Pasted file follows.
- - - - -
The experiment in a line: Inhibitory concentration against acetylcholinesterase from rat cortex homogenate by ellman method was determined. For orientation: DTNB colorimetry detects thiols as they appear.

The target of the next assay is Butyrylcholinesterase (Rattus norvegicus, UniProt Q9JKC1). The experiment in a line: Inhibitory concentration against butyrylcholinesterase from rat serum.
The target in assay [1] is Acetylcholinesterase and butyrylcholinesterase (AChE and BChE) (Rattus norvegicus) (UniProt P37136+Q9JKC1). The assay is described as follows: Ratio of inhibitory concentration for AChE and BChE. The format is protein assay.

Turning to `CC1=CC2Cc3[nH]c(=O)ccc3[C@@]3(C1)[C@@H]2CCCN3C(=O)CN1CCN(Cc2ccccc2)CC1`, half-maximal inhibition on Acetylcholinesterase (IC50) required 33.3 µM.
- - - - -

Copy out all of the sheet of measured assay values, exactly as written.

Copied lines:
The experiment in a line: Inhibitory concentration against acetylcholinesterase from rat cortex homogenate by ellman method was determined. For orientation: DTNB colorimetry detects thiols as they appear.

The target of the next assay is Butyrylcholinesterase (Rattus norvegicus, UniProt Q9JKC1). The experiment in a line: Inhibitory concentration against butyrylcholinesterase from rat serum.
The target in assay [1] is Acetylcholinesterase and butyrylcholinesterase (AChE and BChE) (Rattus norvegicus) (UniProt P37136+Q9JKC1). The assay is described as follows: Ratio of inhibitory concentration for AChE and BChE. The format is protein assay.

Turning to `CC1=CC2Cc3[nH]c(=O)ccc3[C@@]3(C1)[C@@H]2CCCN3C(=O)CN1CCN(Cc2ccccc2)CC1`, half-maximal inhibition on Acetylcholinesterase (IC50) required 33.3 µM.